According to a review by American Ledger, Senator Susan Collins is relying on outsized donations from special interest groups — such as Wall Street and the fossil fuel industry — to fuel her reelection campaign, despite decades-long trumpeting of herself as an independent voice for Maine.

In her 2019 second quarter filing, Collins received less than 5%, or $98,000, of her itemized fundraising from Maine itself, while pulling in large contributions from special interests such as Wall Street financiers, to the tune of over $300,000. In total, Collins received nearly $400,000 from Wall Street, the pharmaceutical industry, and the fossil fuel industry — three of the most powerful special interests in Washington — over the 90 day reporting period.

Collins’ first quarter fundraising was even less Maine-heavy, receiving just $9,200 — or 1% — of her contributions from her home state. During that period, she received nearly $200,000 from special interests – including $50,000 from the Texas oil and gas industry alone.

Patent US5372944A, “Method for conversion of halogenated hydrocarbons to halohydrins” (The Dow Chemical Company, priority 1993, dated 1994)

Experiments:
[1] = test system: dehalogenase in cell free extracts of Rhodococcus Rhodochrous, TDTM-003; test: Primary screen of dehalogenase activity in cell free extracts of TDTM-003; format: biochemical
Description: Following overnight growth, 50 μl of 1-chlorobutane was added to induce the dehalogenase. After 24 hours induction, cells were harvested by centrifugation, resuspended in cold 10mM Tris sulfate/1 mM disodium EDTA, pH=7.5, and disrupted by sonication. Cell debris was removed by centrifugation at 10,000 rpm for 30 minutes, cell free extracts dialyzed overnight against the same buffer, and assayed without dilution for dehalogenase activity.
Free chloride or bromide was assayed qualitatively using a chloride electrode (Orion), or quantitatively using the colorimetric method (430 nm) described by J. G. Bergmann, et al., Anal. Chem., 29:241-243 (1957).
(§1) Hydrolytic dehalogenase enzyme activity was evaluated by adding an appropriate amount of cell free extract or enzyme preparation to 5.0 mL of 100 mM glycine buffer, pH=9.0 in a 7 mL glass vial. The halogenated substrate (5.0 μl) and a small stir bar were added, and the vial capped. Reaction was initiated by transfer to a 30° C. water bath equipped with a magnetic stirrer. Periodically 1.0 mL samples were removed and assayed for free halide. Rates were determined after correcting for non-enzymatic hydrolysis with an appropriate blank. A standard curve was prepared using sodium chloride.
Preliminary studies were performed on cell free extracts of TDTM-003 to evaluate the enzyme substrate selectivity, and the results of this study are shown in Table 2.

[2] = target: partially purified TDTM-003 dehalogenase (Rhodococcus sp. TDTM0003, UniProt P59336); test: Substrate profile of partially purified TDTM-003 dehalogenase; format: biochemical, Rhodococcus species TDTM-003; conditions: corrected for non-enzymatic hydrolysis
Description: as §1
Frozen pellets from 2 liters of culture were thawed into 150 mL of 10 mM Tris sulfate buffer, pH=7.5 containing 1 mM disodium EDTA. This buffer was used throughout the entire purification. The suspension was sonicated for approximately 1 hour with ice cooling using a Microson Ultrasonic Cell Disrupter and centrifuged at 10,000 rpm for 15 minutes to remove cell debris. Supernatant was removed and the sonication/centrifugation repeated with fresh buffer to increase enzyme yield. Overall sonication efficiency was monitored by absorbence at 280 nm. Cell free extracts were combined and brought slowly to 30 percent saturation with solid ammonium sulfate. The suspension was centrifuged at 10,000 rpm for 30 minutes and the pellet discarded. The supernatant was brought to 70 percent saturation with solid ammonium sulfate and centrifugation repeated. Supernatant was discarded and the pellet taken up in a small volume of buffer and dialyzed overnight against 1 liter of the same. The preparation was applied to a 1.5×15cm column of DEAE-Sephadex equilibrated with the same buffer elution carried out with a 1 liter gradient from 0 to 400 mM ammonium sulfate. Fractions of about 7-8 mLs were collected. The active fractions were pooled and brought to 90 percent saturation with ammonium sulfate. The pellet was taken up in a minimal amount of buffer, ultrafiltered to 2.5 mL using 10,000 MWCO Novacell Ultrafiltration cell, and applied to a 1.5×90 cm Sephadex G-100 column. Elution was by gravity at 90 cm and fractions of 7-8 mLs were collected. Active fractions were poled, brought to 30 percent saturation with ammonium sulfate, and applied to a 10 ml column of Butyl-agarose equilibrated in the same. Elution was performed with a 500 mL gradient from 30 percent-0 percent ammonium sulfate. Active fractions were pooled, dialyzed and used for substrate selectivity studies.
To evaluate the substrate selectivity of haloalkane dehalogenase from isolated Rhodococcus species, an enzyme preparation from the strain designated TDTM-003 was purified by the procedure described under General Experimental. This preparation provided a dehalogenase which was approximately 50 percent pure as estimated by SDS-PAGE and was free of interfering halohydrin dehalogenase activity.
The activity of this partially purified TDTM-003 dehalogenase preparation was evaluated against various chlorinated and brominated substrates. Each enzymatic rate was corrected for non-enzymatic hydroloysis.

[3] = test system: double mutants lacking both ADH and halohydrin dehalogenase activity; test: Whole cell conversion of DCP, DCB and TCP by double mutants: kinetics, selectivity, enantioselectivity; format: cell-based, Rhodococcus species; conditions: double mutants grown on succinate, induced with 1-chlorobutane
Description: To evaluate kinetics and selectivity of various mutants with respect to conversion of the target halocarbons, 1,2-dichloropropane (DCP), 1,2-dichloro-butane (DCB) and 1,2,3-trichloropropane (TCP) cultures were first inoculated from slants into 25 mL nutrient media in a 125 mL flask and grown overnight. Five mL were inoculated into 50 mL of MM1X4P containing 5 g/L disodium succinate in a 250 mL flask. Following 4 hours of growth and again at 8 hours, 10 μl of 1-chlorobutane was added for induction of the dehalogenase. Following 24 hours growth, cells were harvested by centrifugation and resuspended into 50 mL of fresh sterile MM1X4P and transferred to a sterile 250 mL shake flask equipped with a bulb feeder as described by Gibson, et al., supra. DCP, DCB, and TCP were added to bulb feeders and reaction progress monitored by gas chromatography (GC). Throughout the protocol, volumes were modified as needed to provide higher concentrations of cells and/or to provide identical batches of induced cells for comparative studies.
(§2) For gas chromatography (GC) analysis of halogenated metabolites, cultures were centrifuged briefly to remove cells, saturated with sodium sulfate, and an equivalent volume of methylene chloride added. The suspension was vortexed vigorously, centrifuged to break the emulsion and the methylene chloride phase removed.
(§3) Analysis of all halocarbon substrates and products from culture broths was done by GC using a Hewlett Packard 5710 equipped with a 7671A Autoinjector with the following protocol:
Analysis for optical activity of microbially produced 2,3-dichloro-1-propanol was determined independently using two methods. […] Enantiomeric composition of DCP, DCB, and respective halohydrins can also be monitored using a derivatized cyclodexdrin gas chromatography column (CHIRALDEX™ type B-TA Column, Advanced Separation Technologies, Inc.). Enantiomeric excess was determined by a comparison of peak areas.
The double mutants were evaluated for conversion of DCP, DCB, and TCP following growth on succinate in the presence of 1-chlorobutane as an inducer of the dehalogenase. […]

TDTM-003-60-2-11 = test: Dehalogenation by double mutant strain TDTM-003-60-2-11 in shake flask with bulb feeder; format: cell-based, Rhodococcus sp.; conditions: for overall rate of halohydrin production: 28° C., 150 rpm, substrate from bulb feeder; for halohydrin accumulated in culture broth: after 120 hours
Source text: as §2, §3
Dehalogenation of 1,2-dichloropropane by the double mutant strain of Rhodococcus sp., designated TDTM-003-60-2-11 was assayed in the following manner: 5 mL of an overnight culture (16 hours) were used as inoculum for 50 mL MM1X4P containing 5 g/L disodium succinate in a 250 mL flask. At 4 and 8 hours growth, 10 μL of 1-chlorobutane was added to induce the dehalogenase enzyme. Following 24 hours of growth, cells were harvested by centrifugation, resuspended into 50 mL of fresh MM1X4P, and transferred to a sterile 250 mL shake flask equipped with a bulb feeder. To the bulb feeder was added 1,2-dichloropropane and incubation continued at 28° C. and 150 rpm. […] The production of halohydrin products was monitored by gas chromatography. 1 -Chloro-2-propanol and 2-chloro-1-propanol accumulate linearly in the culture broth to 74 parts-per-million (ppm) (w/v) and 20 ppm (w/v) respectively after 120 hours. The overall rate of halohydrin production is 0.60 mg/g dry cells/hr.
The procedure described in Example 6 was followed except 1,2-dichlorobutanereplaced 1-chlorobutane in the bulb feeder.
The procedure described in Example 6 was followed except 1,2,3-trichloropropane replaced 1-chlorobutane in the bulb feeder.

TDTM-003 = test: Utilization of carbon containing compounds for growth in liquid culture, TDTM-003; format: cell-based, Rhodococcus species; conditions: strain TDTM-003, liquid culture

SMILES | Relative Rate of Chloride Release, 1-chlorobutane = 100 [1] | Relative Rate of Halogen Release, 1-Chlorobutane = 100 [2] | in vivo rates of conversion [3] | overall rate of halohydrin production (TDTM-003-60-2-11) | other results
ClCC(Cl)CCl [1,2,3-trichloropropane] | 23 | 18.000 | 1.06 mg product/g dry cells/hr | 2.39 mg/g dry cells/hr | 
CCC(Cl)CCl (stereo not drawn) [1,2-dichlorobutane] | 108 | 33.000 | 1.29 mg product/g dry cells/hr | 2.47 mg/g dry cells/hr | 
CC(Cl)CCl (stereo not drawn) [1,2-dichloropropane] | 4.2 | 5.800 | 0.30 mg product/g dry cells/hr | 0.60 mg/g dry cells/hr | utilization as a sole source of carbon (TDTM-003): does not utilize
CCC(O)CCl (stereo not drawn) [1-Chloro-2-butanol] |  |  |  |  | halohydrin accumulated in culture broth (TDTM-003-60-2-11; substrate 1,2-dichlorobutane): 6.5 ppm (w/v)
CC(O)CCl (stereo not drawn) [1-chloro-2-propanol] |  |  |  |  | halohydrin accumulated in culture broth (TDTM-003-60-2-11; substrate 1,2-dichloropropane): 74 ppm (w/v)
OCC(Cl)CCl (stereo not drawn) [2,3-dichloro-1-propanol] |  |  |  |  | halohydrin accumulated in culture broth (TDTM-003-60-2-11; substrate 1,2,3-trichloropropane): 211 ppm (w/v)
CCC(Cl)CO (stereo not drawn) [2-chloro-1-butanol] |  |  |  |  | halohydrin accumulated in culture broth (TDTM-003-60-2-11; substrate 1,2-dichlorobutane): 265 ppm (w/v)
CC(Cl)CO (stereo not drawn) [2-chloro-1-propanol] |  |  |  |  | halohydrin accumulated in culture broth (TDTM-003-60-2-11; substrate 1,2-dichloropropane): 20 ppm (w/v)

In total, Collins has received more than half a million dollars and counting in corporate PAC and special interest money so far this year, potentially undermining her lifelong attempt to portray herself as a politician who was beholden to her constituents rather than her high powered financial backers.

Collins’ transformation coincides with the rise of Donald Trump and his grip on the Republican Party in Washington.

During the first two years of the Trump administration, Collins has voted with the president nearly 92% of the time. Throughout her tenure in the Senate, Collins had previously carefully crafted her image as an independent voice for Maine, but since the start of 2017, her deep-pocketed fundraising from special interests — and consistent votes with President Trump — appears to have shattered that thinly-veiled framing.

Mainers appear to have noticed.

According to a Morning Consult poll conducted in July 2019, Collins’ approval now rests at a tepid 45%, a dramatic 16-point drop from her approval rating at the beginning of 2017. She now has the second-lowest approval rating in the entire United States Senate, bested only by Senate Majority Leader Mitch McConnell.

Senator Collins’ corporate-heavy fundraising haul comes just weeks after she stated that she was “proud” to have confirmed Justice Brett Kavanaugh to the Supreme Court after credible allegations of sexual assault were made against him during his confirmation.

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